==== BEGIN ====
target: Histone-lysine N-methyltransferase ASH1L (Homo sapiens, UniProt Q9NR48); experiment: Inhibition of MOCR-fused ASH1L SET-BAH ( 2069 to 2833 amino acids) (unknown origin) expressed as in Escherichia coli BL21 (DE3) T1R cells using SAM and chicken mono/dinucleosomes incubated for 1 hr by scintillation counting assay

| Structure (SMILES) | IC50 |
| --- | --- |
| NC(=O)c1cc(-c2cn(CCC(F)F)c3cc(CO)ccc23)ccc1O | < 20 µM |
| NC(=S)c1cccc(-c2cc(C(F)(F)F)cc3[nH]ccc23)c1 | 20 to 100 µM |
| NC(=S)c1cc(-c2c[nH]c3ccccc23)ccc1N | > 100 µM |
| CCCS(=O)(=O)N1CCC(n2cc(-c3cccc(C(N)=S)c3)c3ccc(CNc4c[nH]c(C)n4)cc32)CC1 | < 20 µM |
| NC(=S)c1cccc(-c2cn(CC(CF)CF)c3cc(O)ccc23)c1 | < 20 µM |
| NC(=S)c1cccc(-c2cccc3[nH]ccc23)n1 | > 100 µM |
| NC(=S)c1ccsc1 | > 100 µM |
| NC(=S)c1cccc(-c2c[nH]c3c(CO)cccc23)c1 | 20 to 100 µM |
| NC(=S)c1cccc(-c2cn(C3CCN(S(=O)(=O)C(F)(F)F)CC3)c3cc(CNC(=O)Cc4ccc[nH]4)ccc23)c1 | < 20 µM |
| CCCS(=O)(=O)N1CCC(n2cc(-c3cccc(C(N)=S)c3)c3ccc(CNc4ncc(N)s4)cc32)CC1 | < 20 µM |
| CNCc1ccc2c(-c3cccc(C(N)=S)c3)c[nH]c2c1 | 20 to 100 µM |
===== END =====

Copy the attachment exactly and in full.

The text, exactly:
target: Histone-lysine N-methyltransferase ASH1L (Homo sapiens, UniProt Q9NR48); experiment: Inhibition of MOCR-fused ASH1L SET-BAH ( 2069 to 2833 amino acids) (unknown origin) expressed as in Escherichia coli BL21 (DE3) T1R cells using SAM and chicken mono/dinucleosomes incubated for 1 hr by scintillation counting assay

| Structure (SMILES) | IC50 |
| --- | --- |
| NC(=O)c1cc(-c2cn(CCC(F)F)c3cc(CO)ccc23)ccc1O | < 20 µM |
| NC(=S)c1cccc(-c2cc(C(F)(F)F)cc3[nH]ccc23)c1 | 20 to 100 µM |
| NC(=S)c1cc(-c2c[nH]c3ccccc23)ccc1N | > 100 µM |
| CCCS(=O)(=O)N1CCC(n2cc(-c3cccc(C(N)=S)c3)c3ccc(CNc4c[nH]c(C)n4)cc32)CC1 | < 20 µM |
| NC(=S)c1cccc(-c2cn(CC(CF)CF)c3cc(O)ccc23)c1 | < 20 µM |
| NC(=S)c1cccc(-c2cccc3[nH]ccc23)n1 | > 100 µM |
| NC(=S)c1ccsc1 | > 100 µM |
| NC(=S)c1cccc(-c2c[nH]c3c(CO)cccc23)c1 | 20 to 100 µM |
| NC(=S)c1cccc(-c2cn(C3CCN(S(=O)(=O)C(F)(F)F)CC3)c3cc(CNC(=O)Cc4ccc[nH]4)ccc23)c1 | < 20 µM |
| CCCS(=O)(=O)N1CCC(n2cc(-c3cccc(C(N)=S)c3)c3ccc(CNc4ncc(N)s4)cc32)CC1 | < 20 µM |
| CNCc1ccc2c(-c3cccc(C(N)=S)c3)c[nH]c2c1 | 20 to 100 µM |